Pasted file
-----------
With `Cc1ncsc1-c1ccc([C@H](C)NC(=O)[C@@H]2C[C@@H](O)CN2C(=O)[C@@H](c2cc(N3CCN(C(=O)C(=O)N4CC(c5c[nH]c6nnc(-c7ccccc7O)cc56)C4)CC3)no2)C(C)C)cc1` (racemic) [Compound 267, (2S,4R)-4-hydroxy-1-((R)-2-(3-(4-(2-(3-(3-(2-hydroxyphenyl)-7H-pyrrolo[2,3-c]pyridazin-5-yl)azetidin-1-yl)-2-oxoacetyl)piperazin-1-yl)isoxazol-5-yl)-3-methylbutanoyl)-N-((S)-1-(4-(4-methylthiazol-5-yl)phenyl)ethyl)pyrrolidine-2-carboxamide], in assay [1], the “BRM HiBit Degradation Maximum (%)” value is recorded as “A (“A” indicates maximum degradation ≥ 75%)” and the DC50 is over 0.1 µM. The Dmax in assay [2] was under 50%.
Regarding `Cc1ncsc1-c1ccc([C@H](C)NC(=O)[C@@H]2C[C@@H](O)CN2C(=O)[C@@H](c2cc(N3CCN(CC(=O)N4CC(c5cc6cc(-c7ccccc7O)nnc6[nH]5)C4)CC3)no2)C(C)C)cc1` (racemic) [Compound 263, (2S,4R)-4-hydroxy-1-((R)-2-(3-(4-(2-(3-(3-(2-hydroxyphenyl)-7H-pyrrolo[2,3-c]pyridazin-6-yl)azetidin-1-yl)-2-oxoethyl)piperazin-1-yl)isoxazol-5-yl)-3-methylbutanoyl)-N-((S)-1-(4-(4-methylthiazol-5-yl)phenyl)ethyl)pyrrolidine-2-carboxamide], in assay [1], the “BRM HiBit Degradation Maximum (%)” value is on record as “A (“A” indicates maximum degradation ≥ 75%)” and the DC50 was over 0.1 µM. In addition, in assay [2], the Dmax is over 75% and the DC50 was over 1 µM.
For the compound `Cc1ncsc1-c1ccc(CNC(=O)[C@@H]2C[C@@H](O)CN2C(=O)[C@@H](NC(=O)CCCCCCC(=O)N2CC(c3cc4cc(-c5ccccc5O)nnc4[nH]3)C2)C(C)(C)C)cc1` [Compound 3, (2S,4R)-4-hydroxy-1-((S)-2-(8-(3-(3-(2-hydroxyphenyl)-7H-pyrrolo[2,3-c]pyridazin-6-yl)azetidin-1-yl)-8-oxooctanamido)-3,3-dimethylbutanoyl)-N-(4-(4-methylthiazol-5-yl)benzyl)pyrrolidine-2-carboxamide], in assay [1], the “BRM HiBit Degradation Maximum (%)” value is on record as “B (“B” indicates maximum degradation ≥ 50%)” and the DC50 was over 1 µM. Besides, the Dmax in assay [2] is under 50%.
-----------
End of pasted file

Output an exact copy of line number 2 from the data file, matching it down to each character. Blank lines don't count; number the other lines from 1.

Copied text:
Regarding `Cc1ncsc1-c1ccc([C@H](C)NC(=O)[C@@H]2C[C@@H](O)CN2C(=O)[C@@H](c2cc(N3CCN(CC(=O)N4CC(c5cc6cc(-c7ccccc7O)nnc6[nH]5)C4)CC3)no2)C(C)C)cc1` (racemic) [Compound 263, (2S,4R)-4-hydroxy-1-((R)-2-(3-(4-(2-(3-(3-(2-hydroxyphenyl)-7H-pyrrolo[2,3-c]pyridazin-6-yl)azetidin-1-yl)-2-oxoethyl)piperazin-1-yl)isoxazol-5-yl)-3-methylbutanoyl)-N-((S)-1-(4-(4-methylthiazol-5-yl)phenyl)ethyl)pyrrolidine-2-carboxamide], in assay [1], the “BRM HiBit Degradation Maximum (%)” value is on record as “A (“A” indicates maximum degradation ≥ 75%)” and the DC50 was over 0.1 µM. In addition, in assay [2], the Dmax is over 75% and the DC50 was over 1 µM.